Mama’s only dream was to escape that world and take care of her children. But needless to say, when we learned of Papa’s fate, the fear hung over our heads like a black cloud. What if the communists came for us here in Venezuela? Who would protect us when we heard that knock on the door? Soon after we heard the awful news, Mama applied for refugee residential visas for us at the US embassy. She was determined to get us beyond the long arms of the communists, in the promised land of America, with freedom and liberty for all.

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Visiting with my sister Galina and her baby, Vera.

We ended up in the outskirts of Caracas, in a home of a family with whom we’d been friends since Austria, by the name of Isbarenko. There were two sisters and a brother; the old man and my father had a good time together drinking and singing, and the old man played the accordion. The lady of the house was a typical Russian matuchka, a country farm woman. Theirs was a happy home, but somehow they were different from us; the girls and the boy were older and they didn’t exactly want a younger girl like me hanging around them.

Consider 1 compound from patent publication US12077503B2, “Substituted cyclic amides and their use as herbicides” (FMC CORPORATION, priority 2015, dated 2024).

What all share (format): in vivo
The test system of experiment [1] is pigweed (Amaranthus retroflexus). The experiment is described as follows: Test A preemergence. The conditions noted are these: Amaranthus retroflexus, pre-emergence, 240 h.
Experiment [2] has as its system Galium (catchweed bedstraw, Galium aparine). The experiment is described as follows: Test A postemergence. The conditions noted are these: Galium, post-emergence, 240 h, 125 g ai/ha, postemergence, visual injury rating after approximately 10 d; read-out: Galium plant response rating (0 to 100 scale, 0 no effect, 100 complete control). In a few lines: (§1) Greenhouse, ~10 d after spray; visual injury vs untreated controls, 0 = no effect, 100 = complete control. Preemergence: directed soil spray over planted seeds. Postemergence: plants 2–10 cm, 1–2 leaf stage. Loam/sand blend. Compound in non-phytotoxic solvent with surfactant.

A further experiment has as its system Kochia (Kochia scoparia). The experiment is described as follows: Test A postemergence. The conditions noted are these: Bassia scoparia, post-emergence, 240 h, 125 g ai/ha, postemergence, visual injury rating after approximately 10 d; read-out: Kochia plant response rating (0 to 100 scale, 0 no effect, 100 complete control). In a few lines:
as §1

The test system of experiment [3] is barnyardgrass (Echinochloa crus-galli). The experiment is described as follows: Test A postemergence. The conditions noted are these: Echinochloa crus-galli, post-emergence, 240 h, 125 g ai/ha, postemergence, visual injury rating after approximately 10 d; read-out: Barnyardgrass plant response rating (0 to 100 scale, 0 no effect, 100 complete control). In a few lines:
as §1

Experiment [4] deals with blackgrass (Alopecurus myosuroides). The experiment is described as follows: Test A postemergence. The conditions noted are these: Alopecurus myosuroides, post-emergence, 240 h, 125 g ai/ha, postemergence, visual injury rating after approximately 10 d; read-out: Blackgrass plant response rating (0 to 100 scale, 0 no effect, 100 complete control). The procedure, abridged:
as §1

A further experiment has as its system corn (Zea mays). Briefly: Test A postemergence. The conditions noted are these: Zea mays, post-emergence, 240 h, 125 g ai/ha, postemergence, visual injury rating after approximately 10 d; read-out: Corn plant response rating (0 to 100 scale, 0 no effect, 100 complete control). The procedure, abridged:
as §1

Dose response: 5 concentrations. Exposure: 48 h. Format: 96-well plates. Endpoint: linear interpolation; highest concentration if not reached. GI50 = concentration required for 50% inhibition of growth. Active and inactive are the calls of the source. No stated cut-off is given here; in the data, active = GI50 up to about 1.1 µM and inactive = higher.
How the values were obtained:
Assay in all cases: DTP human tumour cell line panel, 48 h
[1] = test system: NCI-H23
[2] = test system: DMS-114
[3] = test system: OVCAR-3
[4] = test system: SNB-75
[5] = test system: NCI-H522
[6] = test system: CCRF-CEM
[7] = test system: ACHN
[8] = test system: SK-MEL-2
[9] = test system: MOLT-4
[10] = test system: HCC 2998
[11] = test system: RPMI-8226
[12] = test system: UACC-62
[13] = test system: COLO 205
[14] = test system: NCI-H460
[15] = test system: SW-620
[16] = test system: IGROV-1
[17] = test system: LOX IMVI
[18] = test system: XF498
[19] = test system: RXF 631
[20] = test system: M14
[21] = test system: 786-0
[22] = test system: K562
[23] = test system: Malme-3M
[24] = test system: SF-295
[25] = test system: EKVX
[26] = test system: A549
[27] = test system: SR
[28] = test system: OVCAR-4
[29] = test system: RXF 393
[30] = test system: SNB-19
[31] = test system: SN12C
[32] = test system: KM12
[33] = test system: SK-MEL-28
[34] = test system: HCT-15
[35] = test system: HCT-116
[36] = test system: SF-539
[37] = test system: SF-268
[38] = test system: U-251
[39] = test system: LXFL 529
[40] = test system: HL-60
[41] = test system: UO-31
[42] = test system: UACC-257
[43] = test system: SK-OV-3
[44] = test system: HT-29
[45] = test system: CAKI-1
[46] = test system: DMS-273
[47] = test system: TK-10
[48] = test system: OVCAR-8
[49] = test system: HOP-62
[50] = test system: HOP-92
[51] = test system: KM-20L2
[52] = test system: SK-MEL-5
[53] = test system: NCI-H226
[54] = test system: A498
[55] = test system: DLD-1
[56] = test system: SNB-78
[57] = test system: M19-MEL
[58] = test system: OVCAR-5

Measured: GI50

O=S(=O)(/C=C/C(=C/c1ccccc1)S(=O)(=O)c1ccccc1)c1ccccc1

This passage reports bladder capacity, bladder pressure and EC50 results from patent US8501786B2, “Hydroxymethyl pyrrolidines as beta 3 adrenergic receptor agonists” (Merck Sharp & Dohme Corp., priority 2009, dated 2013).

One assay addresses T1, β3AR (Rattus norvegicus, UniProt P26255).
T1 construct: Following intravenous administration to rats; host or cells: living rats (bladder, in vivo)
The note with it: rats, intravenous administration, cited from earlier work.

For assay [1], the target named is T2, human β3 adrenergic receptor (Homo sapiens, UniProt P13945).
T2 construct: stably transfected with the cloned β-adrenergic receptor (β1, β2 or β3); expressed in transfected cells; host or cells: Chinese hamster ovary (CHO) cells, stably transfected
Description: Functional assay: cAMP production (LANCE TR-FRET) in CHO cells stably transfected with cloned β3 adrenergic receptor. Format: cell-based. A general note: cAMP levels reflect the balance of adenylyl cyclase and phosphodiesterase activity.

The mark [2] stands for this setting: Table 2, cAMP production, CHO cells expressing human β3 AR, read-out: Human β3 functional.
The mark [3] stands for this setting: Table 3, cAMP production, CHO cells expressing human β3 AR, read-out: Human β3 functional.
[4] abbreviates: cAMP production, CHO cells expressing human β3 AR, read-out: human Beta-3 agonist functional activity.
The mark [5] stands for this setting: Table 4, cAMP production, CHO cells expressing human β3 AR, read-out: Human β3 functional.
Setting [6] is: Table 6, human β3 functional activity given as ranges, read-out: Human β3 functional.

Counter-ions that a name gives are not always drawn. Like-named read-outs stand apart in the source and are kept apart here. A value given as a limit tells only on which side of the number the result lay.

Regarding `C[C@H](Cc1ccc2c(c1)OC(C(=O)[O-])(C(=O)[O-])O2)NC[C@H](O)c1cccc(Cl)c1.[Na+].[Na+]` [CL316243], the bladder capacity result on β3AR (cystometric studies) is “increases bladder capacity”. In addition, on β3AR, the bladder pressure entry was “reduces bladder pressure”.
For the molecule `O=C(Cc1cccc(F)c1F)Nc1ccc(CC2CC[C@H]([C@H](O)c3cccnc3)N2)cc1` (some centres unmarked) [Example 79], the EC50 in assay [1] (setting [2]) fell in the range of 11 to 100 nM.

They rented a piece of land not far from their home and were farming tomatoes. I loved those vegetables, the sun and open space, so I went with them to help with the crop. But Anatoly went back to the gold and diamond mines, and Galina went back to her husband on the Isle of Pearls, as it is known in Spanish (La Isla de Las Perlas, Margarita), so I felt very alone and insecure.